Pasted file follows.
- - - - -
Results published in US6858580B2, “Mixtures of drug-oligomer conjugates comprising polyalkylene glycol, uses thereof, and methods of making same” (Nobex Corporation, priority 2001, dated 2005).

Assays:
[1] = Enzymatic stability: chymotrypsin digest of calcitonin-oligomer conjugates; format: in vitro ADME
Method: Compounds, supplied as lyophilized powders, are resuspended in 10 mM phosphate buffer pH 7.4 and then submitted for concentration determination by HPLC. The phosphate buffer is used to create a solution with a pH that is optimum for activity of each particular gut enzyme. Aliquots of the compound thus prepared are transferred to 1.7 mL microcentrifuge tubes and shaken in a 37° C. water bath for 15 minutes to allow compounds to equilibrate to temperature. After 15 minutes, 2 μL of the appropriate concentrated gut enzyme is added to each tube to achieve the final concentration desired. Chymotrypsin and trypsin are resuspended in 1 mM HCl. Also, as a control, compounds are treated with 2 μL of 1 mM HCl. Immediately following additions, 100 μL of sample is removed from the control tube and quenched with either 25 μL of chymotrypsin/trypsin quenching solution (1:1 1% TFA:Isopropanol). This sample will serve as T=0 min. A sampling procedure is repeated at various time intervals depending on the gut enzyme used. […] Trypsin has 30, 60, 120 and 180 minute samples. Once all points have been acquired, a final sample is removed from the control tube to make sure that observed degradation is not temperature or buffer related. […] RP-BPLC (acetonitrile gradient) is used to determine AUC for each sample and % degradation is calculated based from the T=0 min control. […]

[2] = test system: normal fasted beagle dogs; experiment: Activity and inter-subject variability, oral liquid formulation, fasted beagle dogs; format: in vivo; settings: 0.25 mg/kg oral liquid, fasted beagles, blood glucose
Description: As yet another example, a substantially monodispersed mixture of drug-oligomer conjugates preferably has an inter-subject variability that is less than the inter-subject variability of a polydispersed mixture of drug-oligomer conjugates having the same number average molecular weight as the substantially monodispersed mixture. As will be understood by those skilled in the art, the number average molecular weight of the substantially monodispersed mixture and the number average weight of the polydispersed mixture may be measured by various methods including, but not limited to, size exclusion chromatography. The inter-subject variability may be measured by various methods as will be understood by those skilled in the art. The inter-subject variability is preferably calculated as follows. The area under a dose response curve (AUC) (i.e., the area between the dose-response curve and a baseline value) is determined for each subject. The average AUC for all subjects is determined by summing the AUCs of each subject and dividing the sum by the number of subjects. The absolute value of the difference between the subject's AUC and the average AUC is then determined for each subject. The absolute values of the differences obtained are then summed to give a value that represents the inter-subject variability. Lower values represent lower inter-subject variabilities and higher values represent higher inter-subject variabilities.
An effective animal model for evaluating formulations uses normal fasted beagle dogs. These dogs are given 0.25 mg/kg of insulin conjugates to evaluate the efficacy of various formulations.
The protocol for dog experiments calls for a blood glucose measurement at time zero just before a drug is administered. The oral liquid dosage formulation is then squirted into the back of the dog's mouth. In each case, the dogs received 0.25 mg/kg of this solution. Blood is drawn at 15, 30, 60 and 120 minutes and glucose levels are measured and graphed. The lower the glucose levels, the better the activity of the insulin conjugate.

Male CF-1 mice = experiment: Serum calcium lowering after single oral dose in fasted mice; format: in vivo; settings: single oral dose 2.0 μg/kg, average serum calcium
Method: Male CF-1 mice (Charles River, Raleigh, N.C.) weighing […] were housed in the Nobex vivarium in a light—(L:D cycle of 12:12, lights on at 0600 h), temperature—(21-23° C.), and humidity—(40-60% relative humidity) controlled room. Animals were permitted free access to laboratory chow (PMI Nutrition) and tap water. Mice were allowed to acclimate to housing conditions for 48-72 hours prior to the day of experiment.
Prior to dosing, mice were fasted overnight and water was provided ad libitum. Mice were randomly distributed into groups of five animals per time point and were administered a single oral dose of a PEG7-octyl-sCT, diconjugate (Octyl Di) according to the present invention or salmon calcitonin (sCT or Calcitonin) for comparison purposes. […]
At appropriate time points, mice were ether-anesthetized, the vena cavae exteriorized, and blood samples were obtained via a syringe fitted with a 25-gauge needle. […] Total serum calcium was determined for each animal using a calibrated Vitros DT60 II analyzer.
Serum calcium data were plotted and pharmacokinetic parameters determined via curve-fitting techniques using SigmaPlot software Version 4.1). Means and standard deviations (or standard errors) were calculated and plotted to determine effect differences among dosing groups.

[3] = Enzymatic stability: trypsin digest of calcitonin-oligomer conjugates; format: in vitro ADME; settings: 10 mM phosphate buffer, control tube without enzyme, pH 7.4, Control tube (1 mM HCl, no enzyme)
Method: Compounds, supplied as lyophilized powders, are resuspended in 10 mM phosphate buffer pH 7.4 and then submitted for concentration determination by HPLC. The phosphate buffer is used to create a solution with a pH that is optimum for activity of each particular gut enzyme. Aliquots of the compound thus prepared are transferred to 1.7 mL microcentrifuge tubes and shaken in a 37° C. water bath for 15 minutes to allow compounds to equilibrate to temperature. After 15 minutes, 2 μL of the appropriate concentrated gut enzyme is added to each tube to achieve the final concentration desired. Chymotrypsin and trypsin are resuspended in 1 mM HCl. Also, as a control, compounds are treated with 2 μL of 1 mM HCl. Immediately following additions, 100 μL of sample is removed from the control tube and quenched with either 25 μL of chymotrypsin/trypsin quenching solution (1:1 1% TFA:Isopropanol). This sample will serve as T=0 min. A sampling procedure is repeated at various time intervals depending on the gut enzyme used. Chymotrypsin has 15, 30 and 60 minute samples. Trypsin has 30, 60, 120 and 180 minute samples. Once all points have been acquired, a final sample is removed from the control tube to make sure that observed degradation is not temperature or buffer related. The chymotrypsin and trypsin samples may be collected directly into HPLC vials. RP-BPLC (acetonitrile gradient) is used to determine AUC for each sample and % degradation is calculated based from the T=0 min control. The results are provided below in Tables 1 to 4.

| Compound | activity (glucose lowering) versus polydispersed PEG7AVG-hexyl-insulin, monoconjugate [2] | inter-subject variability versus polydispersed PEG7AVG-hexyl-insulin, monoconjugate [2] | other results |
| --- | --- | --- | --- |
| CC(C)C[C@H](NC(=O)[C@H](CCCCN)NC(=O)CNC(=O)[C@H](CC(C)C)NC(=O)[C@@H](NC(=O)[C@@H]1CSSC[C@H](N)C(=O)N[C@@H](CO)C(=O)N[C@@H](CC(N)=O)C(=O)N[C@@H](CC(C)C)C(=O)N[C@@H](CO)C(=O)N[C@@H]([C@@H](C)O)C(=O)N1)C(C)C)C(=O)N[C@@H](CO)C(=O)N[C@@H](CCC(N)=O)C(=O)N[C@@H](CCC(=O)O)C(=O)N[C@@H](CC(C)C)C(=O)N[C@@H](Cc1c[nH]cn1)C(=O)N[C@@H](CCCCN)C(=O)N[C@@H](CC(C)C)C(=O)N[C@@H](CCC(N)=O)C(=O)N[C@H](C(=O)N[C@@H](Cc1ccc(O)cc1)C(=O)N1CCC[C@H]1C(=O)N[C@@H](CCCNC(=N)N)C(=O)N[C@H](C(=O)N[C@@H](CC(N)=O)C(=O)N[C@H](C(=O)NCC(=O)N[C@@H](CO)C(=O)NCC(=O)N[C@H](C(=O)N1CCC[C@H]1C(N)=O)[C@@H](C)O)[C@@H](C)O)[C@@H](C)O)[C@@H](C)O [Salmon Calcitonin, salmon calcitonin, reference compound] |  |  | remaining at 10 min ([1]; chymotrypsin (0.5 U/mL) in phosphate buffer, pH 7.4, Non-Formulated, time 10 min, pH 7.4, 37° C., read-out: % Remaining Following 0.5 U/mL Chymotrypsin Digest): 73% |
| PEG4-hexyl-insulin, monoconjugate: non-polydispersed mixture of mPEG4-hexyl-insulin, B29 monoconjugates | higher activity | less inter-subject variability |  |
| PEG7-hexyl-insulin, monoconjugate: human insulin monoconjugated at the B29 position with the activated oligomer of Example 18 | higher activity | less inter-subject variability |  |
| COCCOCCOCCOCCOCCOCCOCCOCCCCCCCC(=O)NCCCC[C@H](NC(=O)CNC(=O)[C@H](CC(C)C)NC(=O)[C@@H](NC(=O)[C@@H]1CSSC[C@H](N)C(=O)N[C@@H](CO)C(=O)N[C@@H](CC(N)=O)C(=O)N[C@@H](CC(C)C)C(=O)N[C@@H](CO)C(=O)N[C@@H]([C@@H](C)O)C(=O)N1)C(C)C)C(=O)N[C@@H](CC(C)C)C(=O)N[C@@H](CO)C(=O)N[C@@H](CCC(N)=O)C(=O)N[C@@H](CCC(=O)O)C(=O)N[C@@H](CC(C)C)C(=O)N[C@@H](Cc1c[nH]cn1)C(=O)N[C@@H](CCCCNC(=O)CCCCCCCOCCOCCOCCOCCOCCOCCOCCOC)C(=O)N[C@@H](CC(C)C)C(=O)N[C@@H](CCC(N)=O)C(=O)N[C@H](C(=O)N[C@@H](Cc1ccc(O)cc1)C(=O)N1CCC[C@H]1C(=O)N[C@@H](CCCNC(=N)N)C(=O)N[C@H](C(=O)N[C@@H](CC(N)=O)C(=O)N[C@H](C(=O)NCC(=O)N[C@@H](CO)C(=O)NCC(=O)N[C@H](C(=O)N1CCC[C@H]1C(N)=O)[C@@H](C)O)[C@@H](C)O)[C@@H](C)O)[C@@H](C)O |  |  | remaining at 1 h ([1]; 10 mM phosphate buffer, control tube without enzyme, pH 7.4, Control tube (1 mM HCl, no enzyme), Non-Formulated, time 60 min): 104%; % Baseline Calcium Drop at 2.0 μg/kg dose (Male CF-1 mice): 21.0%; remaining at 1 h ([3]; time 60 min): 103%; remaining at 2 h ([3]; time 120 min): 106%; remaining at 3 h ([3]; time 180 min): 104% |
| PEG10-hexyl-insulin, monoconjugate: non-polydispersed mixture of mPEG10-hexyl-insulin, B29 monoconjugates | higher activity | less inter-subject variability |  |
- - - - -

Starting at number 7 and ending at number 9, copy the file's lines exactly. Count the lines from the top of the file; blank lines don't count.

An effective animal model for evaluating formulations uses normal fasted beagle dogs. These dogs are given 0.25 mg/kg of insulin conjugates to evaluate the efficacy of various formulations.
The protocol for dog experiments calls for a blood glucose measurement at time zero just before a drug is administered. The oral liquid dosage formulation is then squirted into the back of the dog's mouth. In each case, the dogs received 0.25 mg/kg of this solution. Blood is drawn at 15, 30, 60 and 120 minutes and glucose levels are measured and graphed. The lower the glucose levels, the better the activity of the insulin conjugate.

Male CF-1 mice = experiment: Serum calcium lowering after single oral dose in fasted mice; format: in vivo; settings: single oral dose 2.0 μg/kg, average serum calcium